IDEAS home Printed from https://ideas.repec.org/a/taf/tcpoxx/v16y2016i8p993-1010.html
   My bibliography  Save this article

Reaching a climate agreement: compensating for energy market effects of climate policy

Author

Listed:
  • Sonja Peterson
  • Matthias Weitzel

Abstract

Because of large economic and environmental asymmetries among world regions and the incentive to free ride, an international climate regime with broad participation is hard to reach. Most of the proposed regimes are based on an allocation of emissions rights that is perceived as fair. Yet, there are also arguments to focus more on the actual welfare implications of different regimes and to focus on a ‘fair’ distribution of resulting costs. In this article, the computable general equilibrium model DART is used to analyse the driving forces of welfare implications in different scenarios in line with the 2 °C target. These include two regimes that are often presumed to be ‘fair’, namely a harmonized international carbon tax and a cap and trade system based on the convergence of per capita emissions rights, and also an ‘equal loss’ scenario where welfare losses relative to a business-as-usual scenario are equal for all major world regions. The main finding is that indirect energy market effects are a major driver of welfare effects and that the ‘equal loss’ scenario would thus require large transfer payments to energy exporters to compensate for welfare losses from lower world energy demand and prices.Policy relevanceA successful future climate regime requires ‘fair’ burden sharing. Many proposed regimes start from ethical considerations to derive an allocation of emissions reduction requirements or emissions allowances within an international emissions trading scheme. Yet, countries also consider the expected economic costs of a regime that are also driven by other factors besides allowance allocation. Indeed, in simplified lab experiments, successful groups are characterized by sharing costs proportional to wealth. This article shows that the major drivers of welfare effects are reduced demand for fossil energy and reduced fossil fuel prices, which implies that (1) what is often presumed to be a fair allocation of emissions allowances within an international emissions trading scheme leads to a very uneven distribution of economic costs and (2) aiming for equal relative losses for all regions requires large compensation to fossil fuel exporters, as argued, for example, by the Organization of Petroleum Exporting Countries (OPEC).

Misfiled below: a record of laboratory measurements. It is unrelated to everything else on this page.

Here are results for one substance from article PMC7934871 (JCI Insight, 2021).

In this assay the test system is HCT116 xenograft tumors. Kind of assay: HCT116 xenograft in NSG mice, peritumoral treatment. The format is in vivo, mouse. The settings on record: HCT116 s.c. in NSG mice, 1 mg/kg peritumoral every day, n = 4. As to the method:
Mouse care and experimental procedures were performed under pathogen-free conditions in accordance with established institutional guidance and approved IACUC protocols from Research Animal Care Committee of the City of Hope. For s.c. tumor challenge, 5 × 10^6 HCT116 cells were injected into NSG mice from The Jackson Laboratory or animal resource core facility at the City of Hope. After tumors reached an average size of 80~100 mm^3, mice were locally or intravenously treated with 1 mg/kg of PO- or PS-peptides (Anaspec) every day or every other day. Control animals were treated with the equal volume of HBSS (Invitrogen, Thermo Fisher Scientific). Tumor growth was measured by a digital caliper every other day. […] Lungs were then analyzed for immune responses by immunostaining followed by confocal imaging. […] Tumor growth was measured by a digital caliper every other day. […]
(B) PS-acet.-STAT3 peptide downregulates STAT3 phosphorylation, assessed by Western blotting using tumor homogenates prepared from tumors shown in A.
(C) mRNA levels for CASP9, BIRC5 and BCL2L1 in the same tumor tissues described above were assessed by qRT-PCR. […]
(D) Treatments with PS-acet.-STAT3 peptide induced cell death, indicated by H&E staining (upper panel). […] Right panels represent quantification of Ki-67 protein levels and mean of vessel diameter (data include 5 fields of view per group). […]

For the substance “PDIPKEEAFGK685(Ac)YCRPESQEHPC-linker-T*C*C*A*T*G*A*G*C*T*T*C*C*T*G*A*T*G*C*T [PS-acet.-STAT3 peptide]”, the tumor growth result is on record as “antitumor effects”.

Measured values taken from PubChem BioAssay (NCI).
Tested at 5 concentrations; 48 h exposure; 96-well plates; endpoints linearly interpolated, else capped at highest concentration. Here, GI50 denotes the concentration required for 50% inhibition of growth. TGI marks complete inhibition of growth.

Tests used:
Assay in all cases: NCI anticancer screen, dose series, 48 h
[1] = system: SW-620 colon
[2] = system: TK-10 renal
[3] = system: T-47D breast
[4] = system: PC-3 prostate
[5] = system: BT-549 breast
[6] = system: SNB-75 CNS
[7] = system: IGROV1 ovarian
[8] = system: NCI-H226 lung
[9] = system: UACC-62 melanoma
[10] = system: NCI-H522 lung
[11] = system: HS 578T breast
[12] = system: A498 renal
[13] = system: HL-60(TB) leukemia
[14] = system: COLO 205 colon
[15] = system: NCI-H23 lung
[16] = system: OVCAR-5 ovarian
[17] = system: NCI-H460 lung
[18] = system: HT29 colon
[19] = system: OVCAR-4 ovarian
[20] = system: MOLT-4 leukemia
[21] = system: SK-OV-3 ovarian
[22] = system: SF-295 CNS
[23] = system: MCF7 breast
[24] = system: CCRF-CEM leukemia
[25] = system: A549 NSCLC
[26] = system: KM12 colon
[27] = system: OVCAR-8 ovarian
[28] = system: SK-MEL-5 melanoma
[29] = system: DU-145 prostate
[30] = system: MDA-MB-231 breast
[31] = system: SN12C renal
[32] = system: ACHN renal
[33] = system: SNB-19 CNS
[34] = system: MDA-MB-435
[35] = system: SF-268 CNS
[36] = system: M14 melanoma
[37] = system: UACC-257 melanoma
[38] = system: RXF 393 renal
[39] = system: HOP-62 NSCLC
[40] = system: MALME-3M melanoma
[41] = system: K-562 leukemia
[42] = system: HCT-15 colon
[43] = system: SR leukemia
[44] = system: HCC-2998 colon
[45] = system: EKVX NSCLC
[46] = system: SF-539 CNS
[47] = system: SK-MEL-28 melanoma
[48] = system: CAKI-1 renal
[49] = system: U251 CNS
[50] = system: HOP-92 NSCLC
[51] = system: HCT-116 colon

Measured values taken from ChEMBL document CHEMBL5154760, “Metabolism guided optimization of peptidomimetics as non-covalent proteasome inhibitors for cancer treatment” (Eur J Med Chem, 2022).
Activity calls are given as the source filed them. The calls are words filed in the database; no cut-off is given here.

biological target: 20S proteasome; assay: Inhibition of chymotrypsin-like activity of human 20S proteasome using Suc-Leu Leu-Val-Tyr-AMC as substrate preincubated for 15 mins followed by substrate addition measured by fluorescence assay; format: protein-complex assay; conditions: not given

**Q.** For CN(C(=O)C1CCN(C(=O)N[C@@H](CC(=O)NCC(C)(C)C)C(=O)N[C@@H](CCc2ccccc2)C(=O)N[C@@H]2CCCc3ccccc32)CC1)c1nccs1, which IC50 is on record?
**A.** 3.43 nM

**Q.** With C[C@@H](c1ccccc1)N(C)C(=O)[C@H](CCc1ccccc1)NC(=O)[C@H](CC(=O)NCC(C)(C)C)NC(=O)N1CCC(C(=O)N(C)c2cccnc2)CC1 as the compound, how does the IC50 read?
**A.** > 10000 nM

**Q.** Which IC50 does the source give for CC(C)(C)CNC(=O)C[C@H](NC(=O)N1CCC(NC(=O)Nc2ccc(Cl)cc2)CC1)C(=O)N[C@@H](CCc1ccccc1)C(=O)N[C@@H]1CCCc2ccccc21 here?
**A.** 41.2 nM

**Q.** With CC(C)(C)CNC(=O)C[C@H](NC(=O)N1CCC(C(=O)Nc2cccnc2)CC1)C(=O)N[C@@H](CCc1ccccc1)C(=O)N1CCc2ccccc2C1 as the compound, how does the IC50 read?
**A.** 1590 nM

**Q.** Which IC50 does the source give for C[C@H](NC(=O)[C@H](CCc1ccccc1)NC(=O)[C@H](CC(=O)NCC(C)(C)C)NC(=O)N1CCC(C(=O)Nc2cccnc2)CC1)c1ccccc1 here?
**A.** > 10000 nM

Suggested Citation

  • Sonja Peterson & Matthias Weitzel, 2016. "Reaching a climate agreement: compensating for energy market effects of climate policy," Climate Policy, Taylor & Francis Journals, vol. 16(8), pages 993-1010, November.
  • Handle: RePEc:taf:tcpoxx:v:16:y:2016:i:8:p:993-1010
    DOI: 10.1080/14693062.2015.1064346
    as

    Download full text from publisher

    File URL: http://hdl.handle.net/10.1080/14693062.2015.1064346
    Download Restriction: Access to full text is restricted to subscribers.

    As the access to this document is restricted, you may want to search for a different version of it.

    More about this item

    Statistics

    Access and download statistics

    Corrections

    All material on this site has been provided by the respective publishers and authors. You can help correct errors and omissions. When requesting a correction, please mention this item's handle: RePEc:taf:tcpoxx:v:16:y:2016:i:8:p:993-1010. See general information about how to correct material in RePEc.

    For technical questions regarding this item, or to correct its authors, title, abstract, bibliographic or download information, contact: (Chris Longhurst). General contact details of provider: http://www.tandfonline.com/tcpo20 .

    If you have authored this item and are not yet registered with RePEc, we encourage you to do it here. This allows to link your profile to this item. It also allows you to accept potential citations to this item that we are uncertain about.

    We have no references for this item. You can help adding them by using this form .

    If you know of missing items citing this one, you can help us creating those links by adding the relevant references in the same way as above, for each refering item. If you are a registered author of this item, you may also want to check the "citations" tab in your RePEc Author Service profile, as there may be some citations waiting for confirmation.

    Please note that corrections may take a couple of weeks to filter through the various RePEc services.

    IDEAS is a RePEc service hosted by the Research Division of the Federal Reserve Bank of St. Louis . RePEc uses bibliographic data supplied by the respective publishers.